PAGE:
Abstract TP259: Accuracy of EMS Identification of Acute Strokes Eligible for tPA Treatment in Kaiser Stroke EXPRESS Program

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Abstract

Background: Field-based diversion for potential stroke patients who may qualify for endovascular stroke therapy (EST) has been proposed more widely in 2015. In 2015, Kaiser Permanente Northern California (KPNC) redesigned its acute stroke care work flow for all its 21 stroke centers, which included rapid evaluation of all stroke alerts by a stroke neurologist via teleneurology. We investigated the accuracy of EMS-activated stroke alerts.

Methods: From 1/1/16 to 7/10/16, all acute strokes presenting to an ED between 7 AM and midnight were assessed upon arrival by a teleneurologist. We reviewed all telestroke cases to determine the frequency of tPA given, cancelled stroke alerts, and the reasons for not treating with IV t-PA, particularly among ambulance arrivals. Multivariate logistic regression was used to assess age, gender, race, Kaiser membership, and mode of ED arrival as predictors of stroke alert cancellation.

Results: There were 2192 stroke alerts activated. Of these, 1332 (60.7%) arrived by EMS and 860 (39.2%) by non-EMS transport. Of patients arriving by EMS, 651 (48.9%) were cancelled and deemed ineligible for IV t-PA. Most common reasons for cancellation were: last time known well (LTKW) out of range (23%), stroke mimic (33%), symptom resolution (19%), new data regarding goals of care (2%), and other (22.5%). The remaining 681 (51.1%) ambulance arrivals were potential candidates for IV tPA. Subsequently, 334 (50.4%) of them received tPA. Reasons for tPA not given included subsequent resolution of symptoms, concerning CT findings (such as bleed), INR>1.7 in patients on warfarin, further information clarifying time of onset. Among those who arrived by EMS and received IV t-PA, all had CTA and 103 (30.8%) were found to have a large vessel occlusion and 74 (71.8%) underwent EST. In multivariate analysis for all cancelled stroke alerts, arrival by non-EMS transport (OR=1.74, 95% CI 1.44-2.10, p<0.001) was more likely to be cancelled.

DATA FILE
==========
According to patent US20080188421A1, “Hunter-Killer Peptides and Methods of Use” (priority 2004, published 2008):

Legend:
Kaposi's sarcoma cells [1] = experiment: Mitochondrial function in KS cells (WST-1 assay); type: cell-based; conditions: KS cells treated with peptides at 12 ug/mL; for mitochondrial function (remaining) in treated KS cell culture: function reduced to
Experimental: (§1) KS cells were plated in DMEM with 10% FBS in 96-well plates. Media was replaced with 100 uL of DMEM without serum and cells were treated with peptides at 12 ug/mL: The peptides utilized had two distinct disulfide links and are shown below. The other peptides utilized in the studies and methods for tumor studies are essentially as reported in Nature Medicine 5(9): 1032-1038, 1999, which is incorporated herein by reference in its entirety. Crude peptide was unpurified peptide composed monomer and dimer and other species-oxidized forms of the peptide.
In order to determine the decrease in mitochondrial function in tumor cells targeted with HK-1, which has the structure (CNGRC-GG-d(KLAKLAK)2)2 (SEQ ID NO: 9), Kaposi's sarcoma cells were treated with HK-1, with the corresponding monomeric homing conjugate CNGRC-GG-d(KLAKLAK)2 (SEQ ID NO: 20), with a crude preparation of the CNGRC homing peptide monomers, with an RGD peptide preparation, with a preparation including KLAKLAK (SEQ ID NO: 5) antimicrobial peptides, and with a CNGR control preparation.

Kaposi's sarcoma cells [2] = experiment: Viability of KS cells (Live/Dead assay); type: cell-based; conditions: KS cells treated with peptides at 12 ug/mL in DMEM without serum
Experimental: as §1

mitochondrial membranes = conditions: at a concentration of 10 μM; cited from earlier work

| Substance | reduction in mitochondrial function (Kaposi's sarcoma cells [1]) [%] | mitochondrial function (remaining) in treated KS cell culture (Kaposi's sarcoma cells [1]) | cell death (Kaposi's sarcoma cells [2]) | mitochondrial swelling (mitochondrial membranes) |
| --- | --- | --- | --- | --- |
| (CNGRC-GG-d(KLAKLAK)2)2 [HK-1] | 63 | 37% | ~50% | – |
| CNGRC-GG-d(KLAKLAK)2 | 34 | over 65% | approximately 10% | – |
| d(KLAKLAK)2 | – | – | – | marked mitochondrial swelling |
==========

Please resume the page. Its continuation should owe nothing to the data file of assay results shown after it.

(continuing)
Conclusions: Close to half of EMS-activated stroke alerts were cancelled upon initial assessment. Only 5% of patients initially identified by EMS as having a potential acute stroke ultimately underwent EST. Better determination of LTKW and stroke symptoms would improve the accuracy of EMS-initiated stroke alerts.

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